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Scott v. Natter

United States District Court, S.D. Florida

July 15, 2019

ROBERT LEE SCOTT, JR., Plaintiff,
v.
EARL NATTER, Defendant,

          ORDER DISMISSING CASE

          DARRIN P. GAYLES UNITED STATES DISTRICT JUDGE

         THIS CAUSE comes before the Court on a sua sponte review of the record. Plaintiff, Robert Lee Scott, Jr., appearing pro se, filed this action on May 30, 2019. [ECF No. 1]. Plaintiff also filed a Motion for Leave to Proceed In Forma Pauperis the same day [ECF No. 3]. Because Plaintiff has moved to proceed in forma pauperis, the screening provisions of the Prison Litigation Reform Act, 28 U.S.C. § 1915(e), are applicable. Pursuant to that statute, the court is permitted to dismiss a suit “any time [] the court determines that . . . (B) the action or appeal (i) is frivolous or malicious; (ii) fails to state a claim on which relief may be granted; or (iii) seeks monetary relief against a defendant who is immune from such relief.” Id. § 1915(e)(2).

         The standards governing dismissals for failure to state a claim under § 1915(e)(2)(B)(ii) are the same as those governing dismissals under Federal Rule of Civil Procedure 12(b)(6). Alba v. Montford, 517 F.3d 1249, 1252 (11th Cir. 2008). To state a claim for relief, a pleading must contain “(1) a short and plain statement of the grounds for the court's jurisdiction . . .; (2) a short and plain statement of the claim showing that the pleader is entitled to relief; and (3) a demand for the relief sought.” Fed.R.Civ.P. 8. To survive a motion to dismiss, a claim “must contain sufficient factual matter, accepted as true, to ‘state a claim to relief that is plausible on its face.'” Ashcroft v. Iqbal, 556 U.S. 662, 678 (2009) (quoting Bell Atl. Corp. v. Twombly, 550 U.S. 544, 570 (2007)). “[T]he pleadings are construed broadly, ” Levine v. World Fin. Network Nat'l Bank, 437 F.3d 1118, 1120 (11th Cir. 2006), and the allegations in the complaint are viewed in the light most favorable to the plaintiff, Hawthorne v. Mac Adjustment, Inc., 140 F.3d 1367, 1370 (11th Cir. 1998). At bottom, the question is not whether the claimant “will ultimately prevail . . . but whether his complaint [is] sufficient to cross the federal court's threshold.” Skinner v. Switzer, 562 U.S. 521, 530 (2011).

         Independent of its duty under Section 1915(e) to evaluate the claim of a party proceeding in forma pauperis, the Court is obligated to consider sua sponte whether a claim falls within its subject matter jurisdiction and dismiss the claim if it finds subject matter jurisdiction to be lack-ing.[1] Gonzalez v. Thaler, 132 S.Ct. 641, 648 (2012); see also Dutta-Roy v. Fain, No. 14-0280, 2014 WL 1795205, at *2 (N.D.Ga. May 5, 2014); accord Fed.R.Civ.P. 12(h)(3). “Subject-matter jurisdiction . . . refers to a tribunal's power to hear a case.” Union Pac. R.R. Co. v. Bhd. of Locomotive Eng'rs & Trainmen Gen. Comm. of Adjustment, Cent. Region, 558 U.S. 67, 81 (2009) (citations and internal quotation marks omitted). “In a given case, a federal district court must have at least one of three types of subject matter jurisdiction: (1) jurisdiction under a specific statutory grant; (2) federal question jurisdiction pursuant to 28 U.S.C. § 1331; or (3) diversity jurisdiction pursuant to 28 U.S.C. § 1332(a).” Baltin v. Alaron Trading Corp., 128 F.3d 1466, 1469 (11th Cir. 1997).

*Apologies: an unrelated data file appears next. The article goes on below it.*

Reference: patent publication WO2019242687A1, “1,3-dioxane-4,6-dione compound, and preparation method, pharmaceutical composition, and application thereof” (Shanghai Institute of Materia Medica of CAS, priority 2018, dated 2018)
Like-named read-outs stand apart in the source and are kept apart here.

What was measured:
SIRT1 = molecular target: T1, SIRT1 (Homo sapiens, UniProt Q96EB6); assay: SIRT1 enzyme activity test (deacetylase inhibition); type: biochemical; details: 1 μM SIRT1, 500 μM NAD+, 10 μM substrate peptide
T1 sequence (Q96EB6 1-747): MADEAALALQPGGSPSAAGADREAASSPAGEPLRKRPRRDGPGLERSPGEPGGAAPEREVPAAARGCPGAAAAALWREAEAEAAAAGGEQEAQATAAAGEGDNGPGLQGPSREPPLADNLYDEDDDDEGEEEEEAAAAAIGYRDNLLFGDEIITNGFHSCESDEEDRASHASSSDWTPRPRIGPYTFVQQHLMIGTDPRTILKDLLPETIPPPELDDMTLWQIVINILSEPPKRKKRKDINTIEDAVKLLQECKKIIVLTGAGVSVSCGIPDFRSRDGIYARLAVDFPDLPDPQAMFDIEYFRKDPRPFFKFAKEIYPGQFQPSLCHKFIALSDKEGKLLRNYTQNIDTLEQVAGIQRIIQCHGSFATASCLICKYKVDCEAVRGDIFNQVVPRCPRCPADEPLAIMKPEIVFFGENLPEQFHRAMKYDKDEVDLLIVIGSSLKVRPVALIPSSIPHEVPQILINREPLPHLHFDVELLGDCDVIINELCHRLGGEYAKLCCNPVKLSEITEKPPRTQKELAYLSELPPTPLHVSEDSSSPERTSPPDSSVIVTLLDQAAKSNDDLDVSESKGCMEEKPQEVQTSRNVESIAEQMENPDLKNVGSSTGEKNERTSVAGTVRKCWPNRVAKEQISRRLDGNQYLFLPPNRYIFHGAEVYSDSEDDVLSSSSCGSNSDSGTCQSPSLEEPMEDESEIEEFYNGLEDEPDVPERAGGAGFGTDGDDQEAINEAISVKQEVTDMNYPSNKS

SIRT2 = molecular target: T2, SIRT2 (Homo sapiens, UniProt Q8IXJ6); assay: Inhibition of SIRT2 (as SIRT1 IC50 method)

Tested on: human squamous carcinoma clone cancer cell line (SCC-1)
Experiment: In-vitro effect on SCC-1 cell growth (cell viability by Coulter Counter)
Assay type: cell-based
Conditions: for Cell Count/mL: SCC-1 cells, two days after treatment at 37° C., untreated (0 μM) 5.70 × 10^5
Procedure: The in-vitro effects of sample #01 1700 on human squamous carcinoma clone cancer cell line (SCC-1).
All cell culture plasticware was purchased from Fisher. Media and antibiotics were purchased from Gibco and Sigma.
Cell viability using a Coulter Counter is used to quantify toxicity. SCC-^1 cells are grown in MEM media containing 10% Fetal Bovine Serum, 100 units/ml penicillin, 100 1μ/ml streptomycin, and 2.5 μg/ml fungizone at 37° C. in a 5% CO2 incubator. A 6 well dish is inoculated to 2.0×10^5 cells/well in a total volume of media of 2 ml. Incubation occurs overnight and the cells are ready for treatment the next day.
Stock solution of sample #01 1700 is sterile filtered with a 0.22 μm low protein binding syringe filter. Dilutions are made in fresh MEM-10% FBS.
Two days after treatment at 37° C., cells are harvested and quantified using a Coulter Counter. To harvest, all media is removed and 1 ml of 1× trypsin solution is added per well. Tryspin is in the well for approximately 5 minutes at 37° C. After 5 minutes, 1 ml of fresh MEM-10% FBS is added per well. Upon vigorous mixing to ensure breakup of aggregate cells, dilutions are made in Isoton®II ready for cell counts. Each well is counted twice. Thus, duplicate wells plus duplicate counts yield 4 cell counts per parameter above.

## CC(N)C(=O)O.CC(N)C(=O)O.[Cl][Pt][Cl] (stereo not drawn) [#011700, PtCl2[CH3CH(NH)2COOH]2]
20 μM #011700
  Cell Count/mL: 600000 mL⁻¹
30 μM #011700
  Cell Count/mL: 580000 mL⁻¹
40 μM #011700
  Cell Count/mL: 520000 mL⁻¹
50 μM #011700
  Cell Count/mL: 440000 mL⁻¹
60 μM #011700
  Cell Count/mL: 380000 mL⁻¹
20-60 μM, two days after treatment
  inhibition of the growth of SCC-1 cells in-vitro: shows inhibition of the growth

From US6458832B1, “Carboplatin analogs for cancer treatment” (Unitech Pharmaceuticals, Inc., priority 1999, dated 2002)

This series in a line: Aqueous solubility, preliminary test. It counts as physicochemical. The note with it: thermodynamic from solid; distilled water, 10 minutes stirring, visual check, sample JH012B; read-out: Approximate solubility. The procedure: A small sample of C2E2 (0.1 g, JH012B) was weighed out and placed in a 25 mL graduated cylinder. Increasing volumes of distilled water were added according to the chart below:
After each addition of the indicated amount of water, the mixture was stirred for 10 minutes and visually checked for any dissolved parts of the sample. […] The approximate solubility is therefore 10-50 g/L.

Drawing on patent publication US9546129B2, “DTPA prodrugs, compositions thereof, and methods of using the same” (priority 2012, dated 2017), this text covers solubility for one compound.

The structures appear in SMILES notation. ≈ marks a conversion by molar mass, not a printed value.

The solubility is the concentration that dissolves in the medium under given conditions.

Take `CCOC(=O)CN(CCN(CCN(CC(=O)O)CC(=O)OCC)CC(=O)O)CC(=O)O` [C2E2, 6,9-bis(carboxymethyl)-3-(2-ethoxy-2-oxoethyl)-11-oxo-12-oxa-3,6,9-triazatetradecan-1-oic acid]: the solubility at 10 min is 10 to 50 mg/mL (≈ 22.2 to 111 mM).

In his Complaint, Plaintiff alleges that, following a traffic stop, the Miami-Dade Police took $4, 699 from Plaintiff. Plaintiff contends that Defendant Officer Earl Natter told him that the money would be “in his property” but that Defendant Natter never gave the money to the officer who transported Plaintiff to jail. Plaintiff attaches the arrest affidavit from the incident, dated May 20, 2006, and an Order for the Return of Personal Property directing that the Miami Dade Police Department return the seized $4, 699 to Plaintiff, dated October 1, 2008. [ECF No. 1-1].

         Plaintiff fails to satisfy the pleading requirements of the Federal Rules of Civil Procedure. While Plaintiff appears to be alleging that Defendant Natter took his money, he makes no demand for the relief sought. See Fed. R. Civ. P. 8. It is unclear whether Plaintiff is asking this Court to enforce the Florida County Court's Order directing the return of the funds or whether he seeks some additional relief against Defendant Natter.[2] As a result, this action must be dismissed without prejudice for failure to state a claim. In addition, based on the limited allegations in the Complaint, the Court is unable to ascertain whether it has subject matter jurisdiction over this action. Based thereon, it is

         ORDERED AND ADJUDGED that this action is DISMISSED without prejudice and CLOSED for administrative purposes. All pending motions are DENIED as MOOT.

         DONE AND ORDERED.

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Notes:

[1] Notably, if the Court lacks subject matter jurisdiction over a case, the complaint is also frivolous under Section 1915(e). See Davis v. Ryan Oaks Apt., 357 Fed.Appx. 237, 238-39 (11th Cir. 2009) (per curiam).

[2] It is also unclear whether, in the almost eleven years since the Florida County Court issued its Order for the return of the property, Plaintiff sought to ...


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